By Maulana Dr. Fazl-ur Rahman Ansari (R.A.)
ALL RELIGIONS of the world preach charity and social good because religion as an organised institution cannot but aim at the common good of the group which it brings into existence. The conception of social good may be different in different religions as far as the details are concerned and the scope may also be different in keeping with the norms and ideals of every particular religion. But the fact remains that social service must form and has always formed an integral part of the religious life.
So far as Islam is concerned, its point of view is that of society above self. Selfishness in all forms and self-agrandisement of every type form the very negation of Islam. This is so, because the Holy Qur'aan
has set the ideal of Muslim life in the following words:
"Say: Verily my prayer and my sacrifice and my life and my death are all for Allaah, the Lord of the world Who hath no partner."
At another place we have been told in the
"Verily Allaah has purchased from the Believers their lives and their wealth in lieu of paradise."
This means that a Muslim is he who lives his life for God and God alone. A Muslim is he who submits his will and his desires to the will and pleasure of God. Whatever he owns in this world is a gift of God and when he sells it away to God he retains it in his possession only as a sacred trust. He is consequently the trustee and not the owner and as such he has to pursue all the obligations towards God, towards himself and towards others with unstinted devotion.
Self-interest demands that a person should care for himself alone. But no one lives in a vacuum. Indeed, every individual is born in a society and is sustained through that society. The society is therefore the very foundation of his existence, as also the source of life and light and survival. To serve the society therefore is, in the final analysis, to serve one's own self. The healthier the society, the more the opportunity for the individual to lead a healthy life. The more godly the social order, the better will be the chances for leading a life of piety. On the other hand, if the society is corrupt and the social order falls into ruins, even the men of character are bound to suffer and the avalanche of social sins will crush the good and the bad without discrimination. Therefore, while Muslims have been enjoined to fulfill the obligations towards themselves, a much greater emphasis has been laid on rendering service to others. The Holy Qur'aan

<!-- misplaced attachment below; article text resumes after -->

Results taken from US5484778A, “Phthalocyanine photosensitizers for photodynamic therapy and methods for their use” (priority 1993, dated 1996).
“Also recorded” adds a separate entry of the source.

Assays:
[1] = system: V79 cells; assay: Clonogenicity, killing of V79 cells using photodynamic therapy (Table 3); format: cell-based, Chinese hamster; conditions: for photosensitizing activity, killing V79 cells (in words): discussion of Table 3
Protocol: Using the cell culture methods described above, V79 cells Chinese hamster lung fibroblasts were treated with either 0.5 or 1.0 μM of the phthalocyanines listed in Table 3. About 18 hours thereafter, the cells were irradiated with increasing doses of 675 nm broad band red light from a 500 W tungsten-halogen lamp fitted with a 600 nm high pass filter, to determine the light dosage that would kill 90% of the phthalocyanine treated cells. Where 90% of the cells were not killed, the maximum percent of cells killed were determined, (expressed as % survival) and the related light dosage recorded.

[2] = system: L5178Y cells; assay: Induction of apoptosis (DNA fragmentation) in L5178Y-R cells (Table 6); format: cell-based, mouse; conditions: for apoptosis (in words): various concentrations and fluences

defines the character of a Muslim in this regard in the following words:
"They suffer hardships for achieving the well-being of others, although such hardships may be extremely painful."
The whole life of the Holy Prophet Muhammad (Peace be on him) is an illustrious demonstration and the glorious embodiment of this principle. When he married the wealthy widow, Lady Khadija, who was forty while he was a handsome young man of twenty-five, that was an act of sacrifice of the sensuous fantasies of the youth for the sake of providing companionship and solace to a noble old lady to whom no young man would like to have offered his hand in marriage. Lady Khadija placed all her wealth at his feet as a homage to his love. But although he was poor, he distributed most of that wealth to the needy and destitute and that remained law of his life all through. Even when he was the master of all Arabia and wealth was pouring in from all quarters, he and his family would starve for days together. This most powerful and greatest man of human history lived in a mud-hut measuring 10x10x10 feet and he would sleep on a bare mattress made of palm leaves, while his hands continued to distribute gold and silver to thousands of human beings. If he had anything to eat and he found anyone who also was in need of food, he would give that food to him and he and his family remained hungry.. It was the rule of his life not to keep any gold or silver or eatables in the house for the next day but to distribute them to the needy before sunset every day. When this great leader of mankind passed away from this earthly existence, Lady Ayesha had to borrow oil for the lamp from a neighbour. The ideal of Islam in this connection is contained in the following Hadith:
"The best among human beings is he who benefits human beings most."